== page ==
Prof. Dr. Michael Joswig
Dr. Benjamin Schröter
Duration: 01.06.2017 - 31.12.2018
Technische Universität Berlin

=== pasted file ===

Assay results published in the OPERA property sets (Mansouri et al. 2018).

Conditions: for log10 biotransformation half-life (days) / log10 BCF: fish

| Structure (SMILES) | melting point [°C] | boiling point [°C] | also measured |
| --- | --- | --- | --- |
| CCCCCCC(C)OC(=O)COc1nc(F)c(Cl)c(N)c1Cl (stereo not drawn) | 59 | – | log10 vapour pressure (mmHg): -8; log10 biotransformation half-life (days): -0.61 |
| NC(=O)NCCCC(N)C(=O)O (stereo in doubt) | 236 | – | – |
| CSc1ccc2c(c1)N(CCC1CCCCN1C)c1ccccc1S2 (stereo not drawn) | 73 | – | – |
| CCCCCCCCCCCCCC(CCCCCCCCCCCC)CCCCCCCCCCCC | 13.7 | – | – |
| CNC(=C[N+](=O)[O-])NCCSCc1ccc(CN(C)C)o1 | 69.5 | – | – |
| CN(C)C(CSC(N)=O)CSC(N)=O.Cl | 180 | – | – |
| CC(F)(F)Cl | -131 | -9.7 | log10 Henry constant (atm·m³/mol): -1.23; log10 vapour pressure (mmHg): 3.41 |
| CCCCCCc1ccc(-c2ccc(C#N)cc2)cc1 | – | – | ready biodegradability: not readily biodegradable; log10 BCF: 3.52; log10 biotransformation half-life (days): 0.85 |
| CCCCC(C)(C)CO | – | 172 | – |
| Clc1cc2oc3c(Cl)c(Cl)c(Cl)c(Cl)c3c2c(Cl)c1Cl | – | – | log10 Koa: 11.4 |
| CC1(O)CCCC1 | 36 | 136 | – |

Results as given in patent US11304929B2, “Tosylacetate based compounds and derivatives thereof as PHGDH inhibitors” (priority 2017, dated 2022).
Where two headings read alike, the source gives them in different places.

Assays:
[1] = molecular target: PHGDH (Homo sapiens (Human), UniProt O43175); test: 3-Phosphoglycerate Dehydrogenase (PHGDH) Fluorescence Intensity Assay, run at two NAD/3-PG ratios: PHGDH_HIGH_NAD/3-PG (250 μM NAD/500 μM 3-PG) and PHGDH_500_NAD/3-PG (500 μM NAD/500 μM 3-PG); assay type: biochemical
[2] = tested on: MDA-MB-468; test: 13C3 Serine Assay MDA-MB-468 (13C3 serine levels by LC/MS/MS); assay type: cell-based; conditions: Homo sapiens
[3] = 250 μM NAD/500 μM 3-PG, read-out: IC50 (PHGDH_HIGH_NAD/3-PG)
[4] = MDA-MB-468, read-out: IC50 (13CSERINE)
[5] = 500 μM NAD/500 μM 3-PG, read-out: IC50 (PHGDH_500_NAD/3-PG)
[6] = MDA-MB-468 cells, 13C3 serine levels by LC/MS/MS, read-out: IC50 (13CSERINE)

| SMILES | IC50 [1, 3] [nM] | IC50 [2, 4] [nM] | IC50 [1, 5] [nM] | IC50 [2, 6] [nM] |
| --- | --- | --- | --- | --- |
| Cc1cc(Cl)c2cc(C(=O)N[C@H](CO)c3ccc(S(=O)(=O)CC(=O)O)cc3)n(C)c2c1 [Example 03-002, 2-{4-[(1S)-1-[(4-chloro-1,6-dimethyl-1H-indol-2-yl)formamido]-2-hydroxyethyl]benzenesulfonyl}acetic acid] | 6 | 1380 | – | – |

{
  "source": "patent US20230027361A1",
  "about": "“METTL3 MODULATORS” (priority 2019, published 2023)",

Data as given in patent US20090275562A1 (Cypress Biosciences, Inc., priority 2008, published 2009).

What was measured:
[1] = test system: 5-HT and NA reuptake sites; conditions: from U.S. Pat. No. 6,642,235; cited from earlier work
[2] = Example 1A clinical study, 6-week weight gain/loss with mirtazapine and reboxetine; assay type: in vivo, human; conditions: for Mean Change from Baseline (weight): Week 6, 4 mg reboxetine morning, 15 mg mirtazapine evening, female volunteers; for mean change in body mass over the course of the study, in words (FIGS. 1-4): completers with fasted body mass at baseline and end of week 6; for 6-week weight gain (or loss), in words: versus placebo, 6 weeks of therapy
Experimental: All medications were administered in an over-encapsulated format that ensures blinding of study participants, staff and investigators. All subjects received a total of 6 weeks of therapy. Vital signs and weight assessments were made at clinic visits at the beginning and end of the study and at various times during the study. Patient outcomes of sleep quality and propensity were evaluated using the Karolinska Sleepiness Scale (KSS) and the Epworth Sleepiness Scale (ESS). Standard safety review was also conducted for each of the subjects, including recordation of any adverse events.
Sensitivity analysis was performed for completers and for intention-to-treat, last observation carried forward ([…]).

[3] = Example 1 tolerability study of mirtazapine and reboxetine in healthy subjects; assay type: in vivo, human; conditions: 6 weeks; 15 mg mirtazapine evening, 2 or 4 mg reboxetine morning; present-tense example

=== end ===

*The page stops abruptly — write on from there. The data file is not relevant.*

The most basic techniques in network optimization are methods to find shortest paths between pairs of nodes in a directed graph. Classical examples include the algorithms of Dijkstra and Floyd–Warshall. These are among the core tools used, e.g., in devices which help a car driver to navigate a road network. Since efficient algorithms are available the corresponding shortest–path problems can be solved almost instantly, even on cheap hardware, and even for fairly large networks. Yet the situation for the network provider is quite different from the perspective of the network user. One reason is that the provider’s objective does not necessarily agree with the one of the user: While the individual driver might be interested in short travel times, the traffic authorities of a metropolitan city might want to, e.g., minimize the total amount of pollution. More importantly, the traffic authorities seek to achieve a system optimum, whereas the driver cares for an individual objective. Typically, in relevant cases it is next to impossible to even describe a system optimum. To help circumventing this problem, this project will focus on developing mathematical tools to assess the impact of local changes to a network a priori. Our prime application will be toward the computation of shortest paths. However, it is expected that some results can also be transferred to other network optimization problems. The optimization of networks is a central theme in combinatorial optimization. Hence the literature is abundant, and the 600 pages of the first volume of Schrijver’s monograph only form the tip of the iceberg. Modern concepts in this area include online techniques as well as robustness and randomization and dynamic algorithms. There are methods which can deal with partial or even incorrect information, and these can also be useful for analyzing modifications to a network to some extent. Further, in practice simulation plays an important role, possibly even on a microscopic level with agents modeling individual drivers. Here we propose to take a somewhat different view on this subject. We will make use of methods from polyhedral geometry to allow for addressing the relevant combinatorial optimization problems in a parameterized fashion.